Fig. 9: Critical corona activity in I-string at Tower #139.
Fig. 12. Critical corona activity on V-string at Tower #012.
Fig. 10. Critical corona activity on V-string at Tower #012.
Fig. 11: Precipitation in 2015.
Fig.14: Precipitation in 2016.
Fig.12: Precipitation in 2016.

Looking at this data showed a notable decline in rainfall in 2016 compared with the previous year, except for Terezinha Station. There was also an extension of the dry season at most weather stations. This evidence could lead to future action to prevent new such outages by replacing the toughened glass insulators remaining in service on this line with the same high pollution polymeric type used near the São Pedro Mountains.

Monitoring Composite Insulators

Application of this new insulator technology has brought with it the need for different inspection programs and techniques to prevent occasional failures and new outages. The corona camera already used is expected to help maintenance crews analyze evolution of pollution accumulation on polymeric surfaces over the years. However, to check for incipient problems leading to risk of brittle fracture, periodic close-up visual inspections will be required in combination with techniques such as E-field measurement and X-raying samples removed from the line. As of the end of 2017, the O&M Engineering Team had begun to establish a regular inspection plan for these insulators, using all these techniques, as well as revised inspection protocols to be undertaken by maintenance crews.


The 500 kV Xingó-Angelim II Line passes through an area of heavy natural pollution not sufficiently considered during project design. A combination of this and concentrated high humidity has resulted in this asset experiencing high outage levels over the years. The São Pedro Mountain Range was studied first since all outages were concentrated there. The solution first applied proved successful and the number of outages decreased, even before eventual replacement of toughened glass strings with a composite polymeric type. The subsequent spread of outages having the same characteristics as at other parts of the line suggested that the combination of humidity and pollution was again likely affecting insulators, but now at different locations. The logical conclusion was that these faults had not occurred before since the hills were the ‘weakest’ part of the line under humidity conditions. Once problems in this section had been resolved, other weaknesses began to show up.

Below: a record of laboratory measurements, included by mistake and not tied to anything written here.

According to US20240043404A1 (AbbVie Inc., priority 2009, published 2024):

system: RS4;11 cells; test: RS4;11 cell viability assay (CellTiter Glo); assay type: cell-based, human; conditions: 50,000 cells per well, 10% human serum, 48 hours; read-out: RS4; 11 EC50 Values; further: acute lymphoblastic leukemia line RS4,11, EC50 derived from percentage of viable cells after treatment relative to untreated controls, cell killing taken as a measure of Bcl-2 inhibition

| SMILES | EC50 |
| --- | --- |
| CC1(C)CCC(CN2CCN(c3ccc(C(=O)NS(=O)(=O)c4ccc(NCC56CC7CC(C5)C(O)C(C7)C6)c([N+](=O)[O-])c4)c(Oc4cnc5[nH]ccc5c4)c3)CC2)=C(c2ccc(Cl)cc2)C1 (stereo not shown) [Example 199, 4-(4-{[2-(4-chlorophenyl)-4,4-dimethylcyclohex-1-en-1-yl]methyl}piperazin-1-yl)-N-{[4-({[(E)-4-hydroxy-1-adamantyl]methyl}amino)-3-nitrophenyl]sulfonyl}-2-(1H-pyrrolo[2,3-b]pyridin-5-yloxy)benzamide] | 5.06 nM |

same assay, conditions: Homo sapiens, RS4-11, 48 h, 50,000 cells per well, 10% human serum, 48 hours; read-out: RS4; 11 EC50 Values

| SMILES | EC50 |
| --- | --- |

The O&M Engineering Department was able to find support for this theory by analyzing data to confirm a decrease in precipitation during the rainy season in the year immediately after the first insulator replacement. This lack of rain brought with it increased pollution accumulation on glass insulator surfaces, which then triggered flashovers under conditions of high humidity. To resolve this, the same solution applied in the first case is considered, i.e. replacing existing glass insulator strings with polymeric types. Moreover, data from corona camera images has proven valuable in determining criticality of those strings needing to be replaced as soon as possible. Finally, different line inspection techniques will have to be implemented for the new polymeric insulators and TAESA is equipping and training its teams for this challenge.


Global Insulator Group manufactures glass, composite, porcelain insulators and line fittings. Design and excellent performance of our products are proven by more than 60 years of operation experience. Global Insulator Group has extensive sales network with commercial offices in Russia, EU, Ukraine, CIS countries. We supply insulators to more than 100 countries in the world.